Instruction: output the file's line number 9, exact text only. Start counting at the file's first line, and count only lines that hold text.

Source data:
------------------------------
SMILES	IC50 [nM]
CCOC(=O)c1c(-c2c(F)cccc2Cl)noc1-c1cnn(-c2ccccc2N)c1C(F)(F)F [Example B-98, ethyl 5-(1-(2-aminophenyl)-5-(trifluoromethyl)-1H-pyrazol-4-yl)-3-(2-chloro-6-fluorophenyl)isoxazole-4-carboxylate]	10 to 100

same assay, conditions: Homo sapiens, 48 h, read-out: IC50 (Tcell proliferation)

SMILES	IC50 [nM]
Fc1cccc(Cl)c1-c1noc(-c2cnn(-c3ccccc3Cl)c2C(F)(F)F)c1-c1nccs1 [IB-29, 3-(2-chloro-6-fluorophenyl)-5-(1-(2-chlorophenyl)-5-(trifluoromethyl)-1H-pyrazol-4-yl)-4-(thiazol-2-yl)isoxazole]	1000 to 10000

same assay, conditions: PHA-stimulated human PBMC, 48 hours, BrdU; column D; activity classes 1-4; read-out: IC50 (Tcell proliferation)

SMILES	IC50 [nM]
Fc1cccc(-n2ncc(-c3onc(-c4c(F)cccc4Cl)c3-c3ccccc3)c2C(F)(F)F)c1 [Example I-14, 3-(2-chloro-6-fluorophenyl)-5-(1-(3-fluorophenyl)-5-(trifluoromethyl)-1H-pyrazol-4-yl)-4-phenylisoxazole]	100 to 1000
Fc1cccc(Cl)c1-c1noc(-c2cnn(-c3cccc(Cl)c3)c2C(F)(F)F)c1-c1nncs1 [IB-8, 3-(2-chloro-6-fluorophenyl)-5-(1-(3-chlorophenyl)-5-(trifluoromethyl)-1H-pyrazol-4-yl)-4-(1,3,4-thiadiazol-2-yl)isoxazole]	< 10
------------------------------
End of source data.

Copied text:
Fc1cccc(Cl)c1-c1noc(-c2cnn(-c3cccc(Cl)c3)c2C(F)(F)F)c1-c1nncs1 [IB-8, 3-(2-chloro-6-fluorophenyl)-5-(1-(3-chlorophenyl)-5-(trifluoromethyl)-1H-pyrazol-4-yl)-4-(1,3,4-thiadiazol-2-yl)isoxazole]	< 10